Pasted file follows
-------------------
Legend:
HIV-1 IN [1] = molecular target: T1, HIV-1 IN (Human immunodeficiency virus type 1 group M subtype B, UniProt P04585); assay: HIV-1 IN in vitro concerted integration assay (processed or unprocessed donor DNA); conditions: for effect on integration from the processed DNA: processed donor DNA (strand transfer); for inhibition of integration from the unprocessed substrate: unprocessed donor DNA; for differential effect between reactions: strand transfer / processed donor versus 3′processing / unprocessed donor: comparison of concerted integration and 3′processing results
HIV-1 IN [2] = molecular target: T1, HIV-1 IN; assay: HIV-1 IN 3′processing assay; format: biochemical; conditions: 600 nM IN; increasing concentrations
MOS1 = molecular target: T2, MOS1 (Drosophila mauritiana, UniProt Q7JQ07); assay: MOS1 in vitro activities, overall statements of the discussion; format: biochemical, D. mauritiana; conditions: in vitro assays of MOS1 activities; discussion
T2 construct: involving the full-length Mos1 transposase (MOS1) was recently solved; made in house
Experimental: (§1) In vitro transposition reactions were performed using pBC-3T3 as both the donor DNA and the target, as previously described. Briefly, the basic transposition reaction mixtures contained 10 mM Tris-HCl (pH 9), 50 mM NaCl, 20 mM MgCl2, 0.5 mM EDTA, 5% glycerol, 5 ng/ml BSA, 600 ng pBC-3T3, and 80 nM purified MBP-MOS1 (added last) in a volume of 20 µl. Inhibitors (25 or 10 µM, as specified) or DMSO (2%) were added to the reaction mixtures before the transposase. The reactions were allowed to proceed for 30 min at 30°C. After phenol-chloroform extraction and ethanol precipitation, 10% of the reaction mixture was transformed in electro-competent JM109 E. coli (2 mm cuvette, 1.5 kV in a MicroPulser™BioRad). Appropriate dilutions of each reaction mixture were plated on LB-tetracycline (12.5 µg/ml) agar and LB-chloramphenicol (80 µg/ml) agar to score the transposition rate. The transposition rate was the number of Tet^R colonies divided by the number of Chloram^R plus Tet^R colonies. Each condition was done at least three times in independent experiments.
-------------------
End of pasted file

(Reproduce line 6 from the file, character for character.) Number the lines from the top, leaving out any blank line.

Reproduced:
Experimental: (§1) In vitro transposition reactions were performed using pBC-3T3 as both the donor DNA and the target, as previously described. Briefly, the basic transposition reaction mixtures contained 10 mM Tris-HCl (pH 9), 50 mM NaCl, 20 mM MgCl2, 0.5 mM EDTA, 5% glycerol, 5 ng/ml BSA, 600 ng pBC-3T3, and 80 nM purified MBP-MOS1 (added last) in a volume of 20 µl. Inhibitors (25 or 10 µM, as specified) or DMSO (2%) were added to the reaction mixtures before the transposase. The reactions were allowed to proceed for 30 min at 30°C. After phenol-chloroform extraction and ethanol precipitation, 10% of the reaction mixture was transformed in electro-competent JM109 E. coli (2 mm cuvette, 1.5 kV in a MicroPulser™BioRad). Appropriate dilutions of each reaction mixture were plated on LB-tetracycline (12.5 µg/ml) agar and LB-chloramphenicol (80 µg/ml) agar to score the transposition rate. The transposition rate was the number of Tet^R colonies divided by the number of Chloram^R plus Tet^R colonies. Each condition was done at least three times in independent experiments.